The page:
Georgia To Be Top Dog On Super Tuesday

Georgia’s delegation to the Republican National Convention will be the 4th largest in the nation (if the rules are enforced and Florida’s delegation is cut in half), but what’s better is that we might get a little more of the spotlight now that Texas has decided to push their presidential primary to April 4th rather than holding it on Super Tuesday (March 6th), according to today’s morning jolt from Jim Galloway.  Texas has a total of 155 delegates allocated compared to Georgia’s 76.

Perhaps just as important, Virginia has sidelined itself by limiting its ballot to Mitt Romney and Ron Paul. Other candidates, the state party ruled, didn’t come up with the required and vetted 10,000 signatures. Virginia has only 49 delegates, but its proximity to the District of Columbia would have meant an oversized media focus.

“You don’t have the whole field competing there. I guess Romney and Paul could,” Kemp surmised.

That leaves Georgia and Ohio (66 delegates) as the largest prizes. “If the race continues to Super Tuesday, we’re in a position to be very relevant that day. And that’s what we were hoping for,” the secretary of state said. “We’ll have to see how it plays out.”

I know Romney has won both Iowa (28 delegates…although they’re not bound since the State Convention selects the delegates) and New Hampshire (12 delegates if the rules are enforced and their delegation is cut by half), and he looks to be on his way to win South Carolina (25 delegates again, if the rules are enforced and their delegation is cut by half), but that only makes up 65 delegates so far…again, Georgia has 76 total delegates.  Not to mention, more states, including Georgia, have gone to a proportional delegate allocation system, so this primary fight will continue further along than South Carolina.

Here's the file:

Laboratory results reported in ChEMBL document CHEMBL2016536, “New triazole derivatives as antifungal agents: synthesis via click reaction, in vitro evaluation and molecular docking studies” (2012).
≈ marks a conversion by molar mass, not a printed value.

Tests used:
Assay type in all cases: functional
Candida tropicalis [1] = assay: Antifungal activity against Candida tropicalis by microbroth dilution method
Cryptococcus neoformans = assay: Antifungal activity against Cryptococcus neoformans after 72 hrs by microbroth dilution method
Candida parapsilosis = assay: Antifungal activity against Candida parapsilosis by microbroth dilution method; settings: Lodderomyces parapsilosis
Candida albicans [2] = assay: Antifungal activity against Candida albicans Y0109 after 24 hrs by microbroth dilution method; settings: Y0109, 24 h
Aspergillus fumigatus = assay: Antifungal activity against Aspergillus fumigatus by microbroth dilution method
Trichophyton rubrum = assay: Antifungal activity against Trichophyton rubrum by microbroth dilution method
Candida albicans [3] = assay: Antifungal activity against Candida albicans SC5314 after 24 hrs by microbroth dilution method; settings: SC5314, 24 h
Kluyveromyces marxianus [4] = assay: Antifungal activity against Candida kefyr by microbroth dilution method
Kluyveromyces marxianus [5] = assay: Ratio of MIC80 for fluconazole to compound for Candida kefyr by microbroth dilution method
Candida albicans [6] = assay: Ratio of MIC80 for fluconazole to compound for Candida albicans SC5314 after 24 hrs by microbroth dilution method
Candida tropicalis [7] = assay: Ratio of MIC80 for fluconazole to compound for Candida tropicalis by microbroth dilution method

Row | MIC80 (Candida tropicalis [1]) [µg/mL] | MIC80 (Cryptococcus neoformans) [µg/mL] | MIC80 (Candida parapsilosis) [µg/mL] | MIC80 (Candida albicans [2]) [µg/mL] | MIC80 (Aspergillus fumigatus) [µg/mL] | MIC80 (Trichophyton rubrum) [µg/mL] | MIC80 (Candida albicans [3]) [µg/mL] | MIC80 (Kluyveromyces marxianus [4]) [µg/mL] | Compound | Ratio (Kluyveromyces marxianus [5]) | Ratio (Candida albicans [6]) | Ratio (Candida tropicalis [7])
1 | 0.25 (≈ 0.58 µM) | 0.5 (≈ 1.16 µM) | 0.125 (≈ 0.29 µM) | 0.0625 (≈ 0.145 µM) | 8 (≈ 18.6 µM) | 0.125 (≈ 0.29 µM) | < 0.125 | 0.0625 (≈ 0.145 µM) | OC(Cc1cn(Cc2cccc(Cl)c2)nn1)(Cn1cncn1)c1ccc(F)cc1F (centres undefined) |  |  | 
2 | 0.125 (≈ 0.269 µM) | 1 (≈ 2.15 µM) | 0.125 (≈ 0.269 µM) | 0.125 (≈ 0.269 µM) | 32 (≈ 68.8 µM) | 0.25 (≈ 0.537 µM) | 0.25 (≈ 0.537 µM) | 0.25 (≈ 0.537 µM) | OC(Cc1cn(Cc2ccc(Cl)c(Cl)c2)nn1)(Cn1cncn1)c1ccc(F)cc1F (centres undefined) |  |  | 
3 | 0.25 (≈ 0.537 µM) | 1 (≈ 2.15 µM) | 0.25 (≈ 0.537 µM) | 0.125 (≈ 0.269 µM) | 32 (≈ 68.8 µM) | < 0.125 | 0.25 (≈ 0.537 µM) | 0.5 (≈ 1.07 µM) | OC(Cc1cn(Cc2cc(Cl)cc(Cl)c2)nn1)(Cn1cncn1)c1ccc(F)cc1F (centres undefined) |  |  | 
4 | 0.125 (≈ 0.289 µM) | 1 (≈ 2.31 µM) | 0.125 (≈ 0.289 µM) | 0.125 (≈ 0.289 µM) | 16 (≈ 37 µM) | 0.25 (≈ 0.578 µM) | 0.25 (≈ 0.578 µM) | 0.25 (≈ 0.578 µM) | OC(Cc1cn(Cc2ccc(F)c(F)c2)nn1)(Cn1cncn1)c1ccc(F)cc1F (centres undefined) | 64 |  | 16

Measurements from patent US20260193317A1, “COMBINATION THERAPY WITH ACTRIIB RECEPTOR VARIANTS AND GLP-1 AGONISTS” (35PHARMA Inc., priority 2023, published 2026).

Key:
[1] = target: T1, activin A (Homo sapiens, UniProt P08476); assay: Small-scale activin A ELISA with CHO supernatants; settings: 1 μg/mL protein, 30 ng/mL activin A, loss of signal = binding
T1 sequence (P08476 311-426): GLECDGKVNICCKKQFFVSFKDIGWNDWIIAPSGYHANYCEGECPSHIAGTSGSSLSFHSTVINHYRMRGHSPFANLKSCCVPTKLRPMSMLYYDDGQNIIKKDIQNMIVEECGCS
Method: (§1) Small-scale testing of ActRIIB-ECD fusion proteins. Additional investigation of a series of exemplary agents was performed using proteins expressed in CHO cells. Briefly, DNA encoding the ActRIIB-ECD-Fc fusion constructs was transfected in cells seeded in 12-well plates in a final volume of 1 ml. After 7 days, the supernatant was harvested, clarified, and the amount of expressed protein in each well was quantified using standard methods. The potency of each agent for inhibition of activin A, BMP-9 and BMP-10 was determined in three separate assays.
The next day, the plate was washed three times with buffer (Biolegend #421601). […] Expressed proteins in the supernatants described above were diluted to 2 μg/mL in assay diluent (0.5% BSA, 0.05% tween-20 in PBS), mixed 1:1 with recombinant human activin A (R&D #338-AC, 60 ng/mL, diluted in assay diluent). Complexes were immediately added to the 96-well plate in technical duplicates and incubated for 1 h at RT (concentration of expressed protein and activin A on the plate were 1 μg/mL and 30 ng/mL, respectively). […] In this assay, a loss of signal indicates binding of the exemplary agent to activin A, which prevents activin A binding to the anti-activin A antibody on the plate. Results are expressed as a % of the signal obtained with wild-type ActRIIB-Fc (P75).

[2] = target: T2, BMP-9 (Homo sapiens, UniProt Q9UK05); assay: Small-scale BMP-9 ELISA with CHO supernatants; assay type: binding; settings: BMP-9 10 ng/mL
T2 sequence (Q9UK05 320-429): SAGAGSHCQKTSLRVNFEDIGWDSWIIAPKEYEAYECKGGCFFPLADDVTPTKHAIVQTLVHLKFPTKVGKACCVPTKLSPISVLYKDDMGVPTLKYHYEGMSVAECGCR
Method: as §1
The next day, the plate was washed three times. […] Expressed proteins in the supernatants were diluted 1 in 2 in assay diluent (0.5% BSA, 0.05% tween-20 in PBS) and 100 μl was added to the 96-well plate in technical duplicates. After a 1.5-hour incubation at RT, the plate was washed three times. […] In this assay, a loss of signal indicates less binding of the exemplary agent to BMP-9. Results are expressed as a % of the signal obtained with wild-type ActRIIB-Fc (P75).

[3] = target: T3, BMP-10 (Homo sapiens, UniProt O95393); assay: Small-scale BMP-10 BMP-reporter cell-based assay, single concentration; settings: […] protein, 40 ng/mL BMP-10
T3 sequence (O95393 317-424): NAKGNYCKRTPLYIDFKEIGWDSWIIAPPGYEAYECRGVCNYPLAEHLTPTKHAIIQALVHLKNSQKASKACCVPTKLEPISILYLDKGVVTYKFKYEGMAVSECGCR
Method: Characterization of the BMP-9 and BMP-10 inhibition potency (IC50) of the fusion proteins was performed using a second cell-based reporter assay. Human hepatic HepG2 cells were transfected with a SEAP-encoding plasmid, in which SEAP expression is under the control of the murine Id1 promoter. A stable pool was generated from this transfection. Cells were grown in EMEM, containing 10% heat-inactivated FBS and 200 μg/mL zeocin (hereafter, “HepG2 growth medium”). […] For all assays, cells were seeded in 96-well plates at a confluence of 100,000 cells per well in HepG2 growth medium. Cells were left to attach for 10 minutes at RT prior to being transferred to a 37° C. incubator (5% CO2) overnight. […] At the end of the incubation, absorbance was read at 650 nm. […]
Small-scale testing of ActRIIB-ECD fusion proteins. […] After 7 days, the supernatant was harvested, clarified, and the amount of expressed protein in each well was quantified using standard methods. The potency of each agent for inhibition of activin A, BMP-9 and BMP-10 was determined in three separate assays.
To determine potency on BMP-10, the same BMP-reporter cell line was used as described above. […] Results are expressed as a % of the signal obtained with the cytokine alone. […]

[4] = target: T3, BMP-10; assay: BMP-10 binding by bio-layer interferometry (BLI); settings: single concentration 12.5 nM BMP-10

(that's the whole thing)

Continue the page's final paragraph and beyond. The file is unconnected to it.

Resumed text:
As Yogi Berra said:  “it ain’t over ’til it’s over.”  Georgia’s stock in the GOP presidential nomination race is going up.  Early voting begins on Monday, February 13th.


  1. Andre says:

    Despite the media’s focus on candidates winning states, the presidential nomination process has always been about winning delegates.

    Over half of Georgia’s Republican National Convention delegates will be awarded at the congressional district level.

    So the question remains which candidate has the infrastructure to compete in each of our state’s fourteen congressional districts.

    • Nathan says:

      Yep. That’s the thing. It’s not a matter of 50% +1 of the popular vote, a plurality in 26 states, or anything like that. The magic number to win is 1,144. Romney and the rest of the GOP field have a long way to go before that number is reached.

      • drjay says:

        they do and it is, but a winner is going to emerge before the convention, 1976 was the last time there was any sort of doubt at one. people will drop out and release their delegates, and when they do and later states become two or at most three way races, big chunks will go in one direction or another, if the gop still has “unpledged” delegates, they will almost certainly gravitate to the “winner” so even if the inside baseball counting of delegates is “important”, winning the state will be “the thing”

        • Andre says:

          Inside baseball it may be, but accrue enough delegates and a candidate suddenly gets a little respect and a little power on the convention floor.

          Delegates not only select the presidential nominee; delegates also vote on the platform, and delegates vote on the Rules of the Republican Party.

          While winning states is nice, I’d rather win delegates, As a candidate, I’d rather walk into the convention with four or five hundred delegates in my back pocket. With four or five hundred delegates pledged to me, I wouldn’t necessarily have to win the presidential nomination. With that many delegates, I could leave my mark on the Republican Party and in a lot of ways, that is better than winning the presidential nomination.

  2. Tiberius says:

    Even if he doesn’t win statewide, Romney should do well in the 1st (McCain won it), the 4th, the 5th, the 6th, the 7th (with Forsyth now) and the 11th (with Buckhead). the 9th and 14th will be week and the 4th and 13th close.

  3. saltycracker says:

    So what’s the Newt/Rick takeaway from Romney/Bain here ? That, unlike Romney they are not going to close agencies or fire government workers to balance the books ?

    Why not get Obama to ask his buddy Jeff (China here we come) Immelt how that works at GE ? Bain never pulled an Obama/GM to push bondholders aside and hand the company over to the union or transferred billions to Goldman by getting to Feds to bail out AIG – still unpaid.

    How’s everyone else doing keeping paper mills & washing machine mfg. in the U.S. ? Bain has a list of a lot more successes than failures……Risk takers do some things we don’t like with private capital and when it doesn’t work, tough for them… a taxpayer bailout…..
    (doesn’t mean some tweaks with regulations can’t mellow debt leveraging and tax advantages)

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